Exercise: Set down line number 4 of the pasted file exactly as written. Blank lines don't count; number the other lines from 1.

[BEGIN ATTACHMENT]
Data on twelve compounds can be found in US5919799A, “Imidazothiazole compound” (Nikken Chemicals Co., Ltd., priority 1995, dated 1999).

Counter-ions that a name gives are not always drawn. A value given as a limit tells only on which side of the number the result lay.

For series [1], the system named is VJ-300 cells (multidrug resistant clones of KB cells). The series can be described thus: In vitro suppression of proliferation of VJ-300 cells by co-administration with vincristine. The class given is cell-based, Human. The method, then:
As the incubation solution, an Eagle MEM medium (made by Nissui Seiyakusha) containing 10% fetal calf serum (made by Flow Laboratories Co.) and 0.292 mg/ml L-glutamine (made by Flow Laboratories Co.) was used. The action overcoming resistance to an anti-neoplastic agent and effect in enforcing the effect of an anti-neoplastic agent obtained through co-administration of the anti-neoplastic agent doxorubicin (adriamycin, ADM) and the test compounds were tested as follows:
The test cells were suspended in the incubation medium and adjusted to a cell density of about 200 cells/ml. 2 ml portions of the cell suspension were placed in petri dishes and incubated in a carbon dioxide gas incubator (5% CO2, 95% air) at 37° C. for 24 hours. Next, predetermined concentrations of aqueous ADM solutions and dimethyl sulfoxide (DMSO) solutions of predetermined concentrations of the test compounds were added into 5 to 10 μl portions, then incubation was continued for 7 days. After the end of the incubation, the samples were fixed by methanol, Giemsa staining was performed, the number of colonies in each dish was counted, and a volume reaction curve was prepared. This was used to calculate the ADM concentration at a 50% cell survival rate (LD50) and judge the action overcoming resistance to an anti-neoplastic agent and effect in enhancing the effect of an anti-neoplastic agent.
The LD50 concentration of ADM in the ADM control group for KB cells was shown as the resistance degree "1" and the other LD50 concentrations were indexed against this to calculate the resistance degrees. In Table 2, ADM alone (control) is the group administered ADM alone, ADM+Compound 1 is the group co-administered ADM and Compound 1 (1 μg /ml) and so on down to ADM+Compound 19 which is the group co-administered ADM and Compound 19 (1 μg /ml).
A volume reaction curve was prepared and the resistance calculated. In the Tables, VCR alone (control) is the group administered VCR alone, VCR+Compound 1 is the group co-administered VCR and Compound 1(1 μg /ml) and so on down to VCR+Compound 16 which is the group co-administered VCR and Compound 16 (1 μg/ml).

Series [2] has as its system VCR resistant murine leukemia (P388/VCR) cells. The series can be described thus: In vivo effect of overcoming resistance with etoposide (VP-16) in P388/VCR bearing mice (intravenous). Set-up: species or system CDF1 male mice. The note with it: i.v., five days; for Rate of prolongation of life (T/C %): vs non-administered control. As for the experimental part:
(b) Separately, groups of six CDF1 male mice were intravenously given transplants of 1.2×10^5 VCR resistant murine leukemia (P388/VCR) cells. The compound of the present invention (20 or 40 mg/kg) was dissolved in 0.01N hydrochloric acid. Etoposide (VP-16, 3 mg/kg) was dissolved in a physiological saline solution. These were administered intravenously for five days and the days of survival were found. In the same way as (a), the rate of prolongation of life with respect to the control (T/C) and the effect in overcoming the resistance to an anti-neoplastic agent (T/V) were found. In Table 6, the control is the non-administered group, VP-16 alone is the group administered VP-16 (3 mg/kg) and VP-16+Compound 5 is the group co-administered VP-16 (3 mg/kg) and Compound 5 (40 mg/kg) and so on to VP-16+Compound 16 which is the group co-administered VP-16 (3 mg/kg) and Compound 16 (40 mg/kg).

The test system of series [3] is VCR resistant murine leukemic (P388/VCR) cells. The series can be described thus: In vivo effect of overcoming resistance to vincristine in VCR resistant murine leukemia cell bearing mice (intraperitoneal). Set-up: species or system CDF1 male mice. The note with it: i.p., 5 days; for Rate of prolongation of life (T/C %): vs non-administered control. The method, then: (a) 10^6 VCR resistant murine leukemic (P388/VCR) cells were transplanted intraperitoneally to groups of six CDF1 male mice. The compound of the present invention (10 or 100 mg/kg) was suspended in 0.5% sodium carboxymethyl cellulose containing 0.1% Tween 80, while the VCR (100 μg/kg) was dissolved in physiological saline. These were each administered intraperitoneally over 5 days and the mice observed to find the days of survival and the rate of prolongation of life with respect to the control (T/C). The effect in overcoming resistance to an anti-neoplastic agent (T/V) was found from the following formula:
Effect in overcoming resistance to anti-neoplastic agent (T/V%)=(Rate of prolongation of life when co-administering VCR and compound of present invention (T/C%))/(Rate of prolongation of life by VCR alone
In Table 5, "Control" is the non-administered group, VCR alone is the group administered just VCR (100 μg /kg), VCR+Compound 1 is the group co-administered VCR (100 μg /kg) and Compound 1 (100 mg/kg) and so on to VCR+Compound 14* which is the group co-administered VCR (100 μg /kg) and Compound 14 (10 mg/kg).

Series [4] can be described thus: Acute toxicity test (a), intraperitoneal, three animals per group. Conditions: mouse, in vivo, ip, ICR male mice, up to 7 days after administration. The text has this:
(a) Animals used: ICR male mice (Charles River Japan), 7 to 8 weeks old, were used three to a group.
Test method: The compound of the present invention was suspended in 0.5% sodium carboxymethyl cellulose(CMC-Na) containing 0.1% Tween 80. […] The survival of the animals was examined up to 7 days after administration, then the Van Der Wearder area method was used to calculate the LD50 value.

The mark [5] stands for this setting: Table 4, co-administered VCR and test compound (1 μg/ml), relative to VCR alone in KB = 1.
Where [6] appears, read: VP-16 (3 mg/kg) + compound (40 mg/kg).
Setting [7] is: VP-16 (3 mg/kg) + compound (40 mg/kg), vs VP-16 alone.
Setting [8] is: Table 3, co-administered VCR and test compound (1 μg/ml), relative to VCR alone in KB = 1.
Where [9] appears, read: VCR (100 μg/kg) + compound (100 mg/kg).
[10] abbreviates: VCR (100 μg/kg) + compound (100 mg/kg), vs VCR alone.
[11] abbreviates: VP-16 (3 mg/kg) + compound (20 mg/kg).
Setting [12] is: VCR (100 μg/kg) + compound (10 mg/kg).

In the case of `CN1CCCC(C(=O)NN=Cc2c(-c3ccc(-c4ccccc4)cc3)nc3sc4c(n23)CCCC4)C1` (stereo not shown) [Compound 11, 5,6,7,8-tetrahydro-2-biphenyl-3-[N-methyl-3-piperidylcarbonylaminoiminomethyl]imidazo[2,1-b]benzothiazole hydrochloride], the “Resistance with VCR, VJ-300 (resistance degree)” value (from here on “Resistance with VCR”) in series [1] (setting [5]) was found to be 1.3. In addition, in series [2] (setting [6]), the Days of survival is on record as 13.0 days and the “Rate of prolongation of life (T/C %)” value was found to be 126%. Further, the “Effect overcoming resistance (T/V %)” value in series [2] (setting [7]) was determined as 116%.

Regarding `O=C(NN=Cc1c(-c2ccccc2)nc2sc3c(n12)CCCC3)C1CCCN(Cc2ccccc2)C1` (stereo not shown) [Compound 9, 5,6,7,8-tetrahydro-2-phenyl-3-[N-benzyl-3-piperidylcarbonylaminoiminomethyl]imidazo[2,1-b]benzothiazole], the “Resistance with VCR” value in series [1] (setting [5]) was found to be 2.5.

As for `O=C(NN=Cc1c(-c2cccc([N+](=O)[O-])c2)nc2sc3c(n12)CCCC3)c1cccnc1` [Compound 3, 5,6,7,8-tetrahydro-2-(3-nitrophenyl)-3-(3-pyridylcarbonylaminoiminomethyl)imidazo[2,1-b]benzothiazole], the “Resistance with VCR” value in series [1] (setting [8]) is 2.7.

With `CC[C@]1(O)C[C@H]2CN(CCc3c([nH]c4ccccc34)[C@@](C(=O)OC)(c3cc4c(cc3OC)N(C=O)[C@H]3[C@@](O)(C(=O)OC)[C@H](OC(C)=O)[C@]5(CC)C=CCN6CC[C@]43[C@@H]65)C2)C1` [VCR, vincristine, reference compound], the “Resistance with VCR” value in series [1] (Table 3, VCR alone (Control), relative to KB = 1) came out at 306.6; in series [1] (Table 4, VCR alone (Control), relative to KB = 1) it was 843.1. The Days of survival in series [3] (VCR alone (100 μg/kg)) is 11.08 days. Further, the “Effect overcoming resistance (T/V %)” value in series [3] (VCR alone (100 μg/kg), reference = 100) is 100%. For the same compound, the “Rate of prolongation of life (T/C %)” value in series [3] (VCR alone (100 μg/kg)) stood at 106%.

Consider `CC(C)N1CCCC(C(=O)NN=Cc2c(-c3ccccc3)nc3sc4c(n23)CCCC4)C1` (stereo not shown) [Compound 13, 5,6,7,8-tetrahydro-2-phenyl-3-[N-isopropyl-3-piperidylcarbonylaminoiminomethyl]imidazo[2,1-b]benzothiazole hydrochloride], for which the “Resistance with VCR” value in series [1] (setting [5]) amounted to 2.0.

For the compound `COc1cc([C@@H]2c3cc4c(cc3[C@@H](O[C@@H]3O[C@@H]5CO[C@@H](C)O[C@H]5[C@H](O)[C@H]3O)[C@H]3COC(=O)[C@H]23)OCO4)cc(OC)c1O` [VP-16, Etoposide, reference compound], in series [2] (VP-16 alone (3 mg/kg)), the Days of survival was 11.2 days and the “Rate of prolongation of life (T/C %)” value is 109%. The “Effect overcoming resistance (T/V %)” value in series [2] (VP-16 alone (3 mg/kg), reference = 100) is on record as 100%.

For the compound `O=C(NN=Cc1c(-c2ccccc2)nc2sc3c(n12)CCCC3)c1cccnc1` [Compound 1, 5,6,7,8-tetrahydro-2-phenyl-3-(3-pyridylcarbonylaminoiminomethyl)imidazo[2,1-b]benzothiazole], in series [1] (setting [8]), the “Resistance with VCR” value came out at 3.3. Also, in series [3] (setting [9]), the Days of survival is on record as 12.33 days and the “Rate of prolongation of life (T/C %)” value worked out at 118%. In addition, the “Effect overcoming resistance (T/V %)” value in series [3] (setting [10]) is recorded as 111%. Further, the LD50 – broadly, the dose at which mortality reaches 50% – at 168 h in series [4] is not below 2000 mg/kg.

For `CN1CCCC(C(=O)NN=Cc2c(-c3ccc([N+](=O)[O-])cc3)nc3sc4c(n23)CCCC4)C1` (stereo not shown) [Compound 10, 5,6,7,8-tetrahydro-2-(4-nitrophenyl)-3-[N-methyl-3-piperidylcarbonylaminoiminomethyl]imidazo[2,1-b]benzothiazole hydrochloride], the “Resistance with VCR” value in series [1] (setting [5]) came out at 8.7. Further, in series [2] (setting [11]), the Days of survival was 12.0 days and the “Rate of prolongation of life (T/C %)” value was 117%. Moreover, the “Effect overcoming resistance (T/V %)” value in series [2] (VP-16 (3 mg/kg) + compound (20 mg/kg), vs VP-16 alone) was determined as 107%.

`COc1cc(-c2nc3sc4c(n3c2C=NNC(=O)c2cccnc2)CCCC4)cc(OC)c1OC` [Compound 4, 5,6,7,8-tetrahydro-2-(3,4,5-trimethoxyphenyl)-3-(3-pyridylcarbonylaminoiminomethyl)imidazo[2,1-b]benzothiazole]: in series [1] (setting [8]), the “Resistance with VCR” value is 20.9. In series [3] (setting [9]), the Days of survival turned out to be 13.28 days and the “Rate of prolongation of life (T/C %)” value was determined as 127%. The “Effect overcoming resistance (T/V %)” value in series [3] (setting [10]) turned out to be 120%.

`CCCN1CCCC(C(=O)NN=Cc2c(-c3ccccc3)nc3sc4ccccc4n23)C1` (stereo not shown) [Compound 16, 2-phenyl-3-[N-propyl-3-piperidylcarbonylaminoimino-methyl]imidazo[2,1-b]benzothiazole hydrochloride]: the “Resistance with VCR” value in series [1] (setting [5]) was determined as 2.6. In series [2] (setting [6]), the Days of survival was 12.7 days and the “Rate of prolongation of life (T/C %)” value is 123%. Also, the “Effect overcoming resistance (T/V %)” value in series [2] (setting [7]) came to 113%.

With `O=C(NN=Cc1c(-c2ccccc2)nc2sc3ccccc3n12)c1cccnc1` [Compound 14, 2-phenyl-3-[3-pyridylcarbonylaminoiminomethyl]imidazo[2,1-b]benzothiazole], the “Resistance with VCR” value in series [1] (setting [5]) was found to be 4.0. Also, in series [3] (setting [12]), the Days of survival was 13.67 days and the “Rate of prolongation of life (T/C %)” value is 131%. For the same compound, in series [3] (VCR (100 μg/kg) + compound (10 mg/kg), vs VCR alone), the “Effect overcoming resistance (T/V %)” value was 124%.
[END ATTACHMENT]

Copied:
As the incubation solution, an Eagle MEM medium (made by Nissui Seiyakusha) containing 10% fetal calf serum (made by Flow Laboratories Co.) and 0.292 mg/ml L-glutamine (made by Flow Laboratories Co.) was used. The action overcoming resistance to an anti-neoplastic agent and effect in enforcing the effect of an anti-neoplastic agent obtained through co-administration of the anti-neoplastic agent doxorubicin (adriamycin, ADM) and the test compounds were tested as follows: